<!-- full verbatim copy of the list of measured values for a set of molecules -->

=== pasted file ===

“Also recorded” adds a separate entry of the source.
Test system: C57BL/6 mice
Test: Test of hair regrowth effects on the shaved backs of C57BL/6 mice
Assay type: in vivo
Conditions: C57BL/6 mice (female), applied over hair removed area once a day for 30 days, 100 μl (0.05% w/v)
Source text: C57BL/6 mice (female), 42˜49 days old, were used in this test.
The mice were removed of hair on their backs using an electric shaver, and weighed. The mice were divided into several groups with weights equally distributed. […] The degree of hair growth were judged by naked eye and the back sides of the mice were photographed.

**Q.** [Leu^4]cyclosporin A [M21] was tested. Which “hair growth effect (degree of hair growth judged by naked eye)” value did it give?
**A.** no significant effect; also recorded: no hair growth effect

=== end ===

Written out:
“Also recorded” adds a separate entry of the source.
Test system: C57BL/6 mice
Test: Test of hair regrowth effects on the shaved backs of C57BL/6 mice
Assay type: in vivo
Conditions: C57BL/6 mice (female), applied over hair removed area once a day for 30 days, 100 μl (0.05% w/v)
Source text: C57BL/6 mice (female), 42˜49 days old, were used in this test.
The mice were removed of hair on their backs using an electric shaver, and weighed. The mice were divided into several groups with weights equally distributed. […] The degree of hair growth were judged by naked eye and the back sides of the mice were photographed.

**Q.** [Leu^4]cyclosporin A [M21] was tested. Which “hair growth effect (degree of hair growth judged by naked eye)” value did it give?
**A.** no significant effect; also recorded: no hair growth effect